« on: July 23, 2018, 09:59:49 AM »
Got at set of unused Fun Cub or similar length floats that you don't need?

I may even have some other floats that you would like to do a swap for.

Float Flying at Deseronto / Introduction to DRFC
« on: July 21, 2018, 07:57:59 PM »
Deseronto Royal Flying Club (DRFC) basic information can be found here:

This Club has just been formed and has already held two informal events. The location is open to its Members at any time.

A number of KRCM Members have now flown there, most of whom have joined the new Club. At $40 annual membership, having year round access to an excellent, quiet location within easy driving distance of the Greater Kingston and Quinte areas, this is really good deal.

Periodically, the Club expects to declare an official Float Fly, with BBQ food being available. As well, it is a good place to buy, sell and swap R/C stuff. Several of us did just that at their second gathering, quite successfully. There is also plenty of room to fly foamy land models. The large open area is not manicured like at KRCM but is quite suitable for hand-launching. There is a large concrete pad, the floor of a former fruit processing plant, which is perfect for a control line pilot to try out. There are no buildings at the site; however, there are shade trees. There is a rescue boat available to Members for any aircraft retrievals.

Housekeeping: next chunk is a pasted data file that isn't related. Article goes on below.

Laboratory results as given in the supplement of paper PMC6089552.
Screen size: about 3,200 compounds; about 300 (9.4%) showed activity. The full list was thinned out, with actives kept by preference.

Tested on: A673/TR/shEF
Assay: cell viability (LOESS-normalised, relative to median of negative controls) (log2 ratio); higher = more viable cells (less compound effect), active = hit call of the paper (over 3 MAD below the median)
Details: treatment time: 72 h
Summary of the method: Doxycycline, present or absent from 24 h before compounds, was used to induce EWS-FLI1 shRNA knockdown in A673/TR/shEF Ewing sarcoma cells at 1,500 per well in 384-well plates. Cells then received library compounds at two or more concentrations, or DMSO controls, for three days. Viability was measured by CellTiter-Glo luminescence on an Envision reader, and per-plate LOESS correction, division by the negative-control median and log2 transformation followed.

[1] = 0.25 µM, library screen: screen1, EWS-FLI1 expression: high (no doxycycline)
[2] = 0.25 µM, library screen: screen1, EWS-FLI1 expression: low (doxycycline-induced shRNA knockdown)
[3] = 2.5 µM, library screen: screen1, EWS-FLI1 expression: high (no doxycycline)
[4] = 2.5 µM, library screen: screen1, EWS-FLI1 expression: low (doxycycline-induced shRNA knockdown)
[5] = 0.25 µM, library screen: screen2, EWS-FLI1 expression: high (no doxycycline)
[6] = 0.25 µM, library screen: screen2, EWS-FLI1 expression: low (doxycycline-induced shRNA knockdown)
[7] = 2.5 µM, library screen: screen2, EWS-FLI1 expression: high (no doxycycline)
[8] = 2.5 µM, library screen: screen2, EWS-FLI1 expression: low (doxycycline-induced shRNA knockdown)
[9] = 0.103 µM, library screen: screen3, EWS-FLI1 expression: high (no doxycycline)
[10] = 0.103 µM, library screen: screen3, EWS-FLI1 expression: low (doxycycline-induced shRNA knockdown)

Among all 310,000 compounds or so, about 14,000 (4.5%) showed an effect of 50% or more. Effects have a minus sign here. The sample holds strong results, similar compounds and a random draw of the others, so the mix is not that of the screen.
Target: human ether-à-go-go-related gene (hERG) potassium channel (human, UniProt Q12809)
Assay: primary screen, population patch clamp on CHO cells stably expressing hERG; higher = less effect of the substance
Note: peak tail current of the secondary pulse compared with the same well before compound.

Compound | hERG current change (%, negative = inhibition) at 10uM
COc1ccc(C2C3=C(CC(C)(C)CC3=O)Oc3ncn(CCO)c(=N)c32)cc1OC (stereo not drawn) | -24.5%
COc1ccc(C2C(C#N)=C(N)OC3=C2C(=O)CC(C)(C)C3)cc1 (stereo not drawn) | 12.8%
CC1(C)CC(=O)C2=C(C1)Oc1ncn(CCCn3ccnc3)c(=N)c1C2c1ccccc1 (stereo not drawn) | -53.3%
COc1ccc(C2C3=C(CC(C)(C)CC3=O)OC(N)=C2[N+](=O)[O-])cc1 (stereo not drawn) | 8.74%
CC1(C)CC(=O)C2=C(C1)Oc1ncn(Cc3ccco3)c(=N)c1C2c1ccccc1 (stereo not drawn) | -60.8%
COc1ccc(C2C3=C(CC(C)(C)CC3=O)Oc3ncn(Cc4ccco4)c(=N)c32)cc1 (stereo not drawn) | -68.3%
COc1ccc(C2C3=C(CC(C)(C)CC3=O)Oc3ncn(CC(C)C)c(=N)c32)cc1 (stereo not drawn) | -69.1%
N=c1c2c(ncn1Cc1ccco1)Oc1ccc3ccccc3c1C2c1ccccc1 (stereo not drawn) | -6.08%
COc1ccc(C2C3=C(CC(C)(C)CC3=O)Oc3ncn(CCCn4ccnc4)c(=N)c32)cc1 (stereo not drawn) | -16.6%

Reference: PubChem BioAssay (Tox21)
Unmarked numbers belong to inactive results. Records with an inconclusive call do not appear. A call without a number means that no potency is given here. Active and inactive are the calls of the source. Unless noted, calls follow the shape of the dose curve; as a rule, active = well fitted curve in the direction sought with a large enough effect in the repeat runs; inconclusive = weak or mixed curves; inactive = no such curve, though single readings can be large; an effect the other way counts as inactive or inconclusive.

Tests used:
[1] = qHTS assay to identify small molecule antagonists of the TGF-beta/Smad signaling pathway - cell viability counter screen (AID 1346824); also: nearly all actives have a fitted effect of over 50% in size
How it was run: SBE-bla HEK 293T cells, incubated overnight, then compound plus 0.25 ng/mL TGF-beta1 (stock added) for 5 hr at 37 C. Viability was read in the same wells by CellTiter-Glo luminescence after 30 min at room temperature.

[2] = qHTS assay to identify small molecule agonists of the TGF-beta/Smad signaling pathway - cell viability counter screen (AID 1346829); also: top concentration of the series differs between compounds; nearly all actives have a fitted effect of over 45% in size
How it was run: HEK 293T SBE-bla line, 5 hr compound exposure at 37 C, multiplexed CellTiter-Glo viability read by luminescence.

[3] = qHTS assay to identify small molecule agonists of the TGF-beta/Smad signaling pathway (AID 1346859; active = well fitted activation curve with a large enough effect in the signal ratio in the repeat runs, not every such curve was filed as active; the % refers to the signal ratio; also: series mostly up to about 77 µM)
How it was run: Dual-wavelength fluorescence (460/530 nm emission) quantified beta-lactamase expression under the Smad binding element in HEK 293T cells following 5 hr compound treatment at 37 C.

NOTE: You must be a DRFC Member, or be attending a Float Fly event, to fly here. All activity is done according to specific agreements with the Deseronto town council and Mohawk Airport.

Watch in here, and elsewhere, for announcements of future activities.

If your are already a Member of DRFC, or have questions, or are trying to set up a group to go out and have fun,  please feel free to post in here. Just start a new Topic, below this.

General Discussion / Lemons
« on: July 19, 2018, 12:58:21 PM »
 I have bought many Lemon receivers, with and without stabilizers, going back several years now. Never had a problem with one, nor do I see any issues showing up across the very large world-wide user community (check it out in rcgroups). Range tests done by technical people have shown the Lemons to be unsurpassed, even exceeding the performance of most others. I, and many other, trust them in expensive gliders or FPV aircraft that fly at the limit of one's visual range or even (unintentionally) beyond that distance.